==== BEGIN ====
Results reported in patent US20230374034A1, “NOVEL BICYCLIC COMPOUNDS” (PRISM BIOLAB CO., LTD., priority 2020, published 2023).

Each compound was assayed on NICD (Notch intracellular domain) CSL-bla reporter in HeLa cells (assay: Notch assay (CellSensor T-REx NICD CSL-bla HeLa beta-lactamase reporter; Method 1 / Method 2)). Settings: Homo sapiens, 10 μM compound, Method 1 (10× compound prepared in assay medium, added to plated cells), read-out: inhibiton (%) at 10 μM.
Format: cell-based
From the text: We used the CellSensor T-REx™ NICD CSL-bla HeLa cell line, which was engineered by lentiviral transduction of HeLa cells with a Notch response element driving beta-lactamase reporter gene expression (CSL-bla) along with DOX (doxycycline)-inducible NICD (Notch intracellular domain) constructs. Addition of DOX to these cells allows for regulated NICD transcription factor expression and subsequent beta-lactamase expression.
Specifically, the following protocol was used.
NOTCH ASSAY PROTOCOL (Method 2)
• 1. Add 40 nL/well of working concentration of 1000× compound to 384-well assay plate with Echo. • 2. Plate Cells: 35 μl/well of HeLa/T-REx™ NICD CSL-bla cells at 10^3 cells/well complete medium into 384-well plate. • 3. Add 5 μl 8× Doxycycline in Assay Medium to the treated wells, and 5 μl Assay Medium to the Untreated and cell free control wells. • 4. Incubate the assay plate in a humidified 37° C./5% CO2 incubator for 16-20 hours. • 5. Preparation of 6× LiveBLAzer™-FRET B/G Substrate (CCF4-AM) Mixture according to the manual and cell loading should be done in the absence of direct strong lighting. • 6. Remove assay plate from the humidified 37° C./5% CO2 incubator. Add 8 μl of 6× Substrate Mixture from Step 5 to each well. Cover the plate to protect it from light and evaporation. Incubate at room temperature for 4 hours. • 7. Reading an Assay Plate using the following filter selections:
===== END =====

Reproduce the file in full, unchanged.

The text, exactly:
Results reported in patent US20230374034A1, “NOVEL BICYCLIC COMPOUNDS” (PRISM BIOLAB CO., LTD., priority 2020, published 2023).

Each compound was assayed on NICD (Notch intracellular domain) CSL-bla reporter in HeLa cells (assay: Notch assay (CellSensor T-REx NICD CSL-bla HeLa beta-lactamase reporter; Method 1 / Method 2)). Settings: Homo sapiens, 10 μM compound, Method 1 (10× compound prepared in assay medium, added to plated cells), read-out: inhibiton (%) at 10 μM.
Format: cell-based
From the text: We used the CellSensor T-REx™ NICD CSL-bla HeLa cell line, which was engineered by lentiviral transduction of HeLa cells with a Notch response element driving beta-lactamase reporter gene expression (CSL-bla) along with DOX (doxycycline)-inducible NICD (Notch intracellular domain) constructs. Addition of DOX to these cells allows for regulated NICD transcription factor expression and subsequent beta-lactamase expression.
Specifically, the following protocol was used.
NOTCH ASSAY PROTOCOL (Method 2)
• 1. Add 40 nL/well of working concentration of 1000× compound to 384-well assay plate with Echo. • 2. Plate Cells: 35 μl/well of HeLa/T-REx™ NICD CSL-bla cells at 10^3 cells/well complete medium into 384-well plate. • 3. Add 5 μl 8× Doxycycline in Assay Medium to the treated wells, and 5 μl Assay Medium to the Untreated and cell free control wells. • 4. Incubate the assay plate in a humidified 37° C./5% CO2 incubator for 16-20 hours. • 5. Preparation of 6× LiveBLAzer™-FRET B/G Substrate (CCF4-AM) Mixture according to the manual and cell loading should be done in the absence of direct strong lighting. • 6. Remove assay plate from the humidified 37° C./5% CO2 incubator. Add 8 μl of 6× Substrate Mixture from Step 5 to each well. Cover the plate to protect it from light and evaporation. Incubate at room temperature for 4 hours. • 7. Reading an Assay Plate using the following filter selections: